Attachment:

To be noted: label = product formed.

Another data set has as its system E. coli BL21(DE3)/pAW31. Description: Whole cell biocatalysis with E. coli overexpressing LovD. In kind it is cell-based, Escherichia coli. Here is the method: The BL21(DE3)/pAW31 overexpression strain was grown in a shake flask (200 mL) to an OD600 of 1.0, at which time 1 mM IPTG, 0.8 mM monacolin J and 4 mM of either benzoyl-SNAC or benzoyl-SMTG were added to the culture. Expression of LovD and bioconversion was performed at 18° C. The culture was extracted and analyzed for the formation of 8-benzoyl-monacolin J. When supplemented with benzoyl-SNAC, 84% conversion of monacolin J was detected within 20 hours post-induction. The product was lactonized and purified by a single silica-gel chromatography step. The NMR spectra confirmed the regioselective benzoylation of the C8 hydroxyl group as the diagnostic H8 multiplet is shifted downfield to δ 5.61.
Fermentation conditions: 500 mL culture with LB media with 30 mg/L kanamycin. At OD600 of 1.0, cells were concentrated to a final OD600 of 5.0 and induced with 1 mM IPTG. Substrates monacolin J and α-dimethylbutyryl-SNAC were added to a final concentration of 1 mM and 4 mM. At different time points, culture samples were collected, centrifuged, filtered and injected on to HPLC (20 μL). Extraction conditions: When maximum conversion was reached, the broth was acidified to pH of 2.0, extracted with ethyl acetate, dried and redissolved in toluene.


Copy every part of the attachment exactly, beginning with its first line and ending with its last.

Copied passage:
To be noted: label = product formed.

Another data set has as its system E. coli BL21(DE3)/pAW31. Description: Whole cell biocatalysis with E. coli overexpressing LovD. In kind it is cell-based, Escherichia coli. Here is the method: The BL21(DE3)/pAW31 overexpression strain was grown in a shake flask (200 mL) to an OD600 of 1.0, at which time 1 mM IPTG, 0.8 mM monacolin J and 4 mM of either benzoyl-SNAC or benzoyl-SMTG were added to the culture. Expression of LovD and bioconversion was performed at 18° C. The culture was extracted and analyzed for the formation of 8-benzoyl-monacolin J. When supplemented with benzoyl-SNAC, 84% conversion of monacolin J was detected within 20 hours post-induction. The product was lactonized and purified by a single silica-gel chromatography step. The NMR spectra confirmed the regioselective benzoylation of the C8 hydroxyl group as the diagnostic H8 multiplet is shifted downfield to δ 5.61.
Fermentation conditions: 500 mL culture with LB media with 30 mg/L kanamycin. At OD600 of 1.0, cells were concentrated to a final OD600 of 5.0 and induced with 1 mM IPTG. Substrates monacolin J and α-dimethylbutyryl-SNAC were added to a final concentration of 1 mM and 4 mM. At different time points, culture samples were collected, centrifuged, filtered and injected on to HPLC (20 μL). Extraction conditions: When maximum conversion was reached, the broth was acidified to pH of 2.0, extracted with ethyl acetate, dried and redissolved in toluene.